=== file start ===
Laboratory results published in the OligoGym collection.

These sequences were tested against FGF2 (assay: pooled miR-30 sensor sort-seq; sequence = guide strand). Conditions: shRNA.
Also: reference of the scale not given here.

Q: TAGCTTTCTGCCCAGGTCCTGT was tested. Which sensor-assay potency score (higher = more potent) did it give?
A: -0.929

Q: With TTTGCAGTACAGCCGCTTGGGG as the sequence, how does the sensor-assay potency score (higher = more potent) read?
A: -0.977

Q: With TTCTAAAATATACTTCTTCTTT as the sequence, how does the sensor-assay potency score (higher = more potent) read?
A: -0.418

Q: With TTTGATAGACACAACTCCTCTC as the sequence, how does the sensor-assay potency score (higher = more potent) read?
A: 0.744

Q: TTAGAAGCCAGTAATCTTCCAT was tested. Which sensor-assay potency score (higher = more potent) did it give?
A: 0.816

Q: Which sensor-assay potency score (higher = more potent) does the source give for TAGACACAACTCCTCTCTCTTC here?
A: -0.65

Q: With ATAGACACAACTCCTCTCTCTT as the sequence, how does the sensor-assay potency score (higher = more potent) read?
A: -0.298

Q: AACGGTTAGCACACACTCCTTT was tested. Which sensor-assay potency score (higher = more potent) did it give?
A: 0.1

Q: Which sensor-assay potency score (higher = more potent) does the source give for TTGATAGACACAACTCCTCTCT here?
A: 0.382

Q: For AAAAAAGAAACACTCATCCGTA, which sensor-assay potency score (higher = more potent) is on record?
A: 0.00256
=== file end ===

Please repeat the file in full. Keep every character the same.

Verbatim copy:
Laboratory results published in the OligoGym collection.

These sequences were tested against FGF2 (assay: pooled miR-30 sensor sort-seq; sequence = guide strand). Conditions: shRNA.
Also: reference of the scale not given here.

Q: TAGCTTTCTGCCCAGGTCCTGT was tested. Which sensor-assay potency score (higher = more potent) did it give?
A: -0.929

Q: With TTTGCAGTACAGCCGCTTGGGG as the sequence, how does the sensor-assay potency score (higher = more potent) read?
A: -0.977

Q: With TTCTAAAATATACTTCTTCTTT as the sequence, how does the sensor-assay potency score (higher = more potent) read?
A: -0.418

Q: With TTTGATAGACACAACTCCTCTC as the sequence, how does the sensor-assay potency score (higher = more potent) read?
A: 0.744

Q: TTAGAAGCCAGTAATCTTCCAT was tested. Which sensor-assay potency score (higher = more potent) did it give?
A: 0.816

Q: Which sensor-assay potency score (higher = more potent) does the source give for TAGACACAACTCCTCTCTCTTC here?
A: -0.65

Q: With ATAGACACAACTCCTCTCTCTT as the sequence, how does the sensor-assay potency score (higher = more potent) read?
A: -0.298

Q: AACGGTTAGCACACACTCCTTT was tested. Which sensor-assay potency score (higher = more potent) did it give?
A: 0.1

Q: Which sensor-assay potency score (higher = more potent) does the source give for TTGATAGACACAACTCCTCTCT here?
A: 0.382

Q: For AAAAAAGAAACACTCATCCGTA, which sensor-assay potency score (higher = more potent) is on record?
A: 0.00256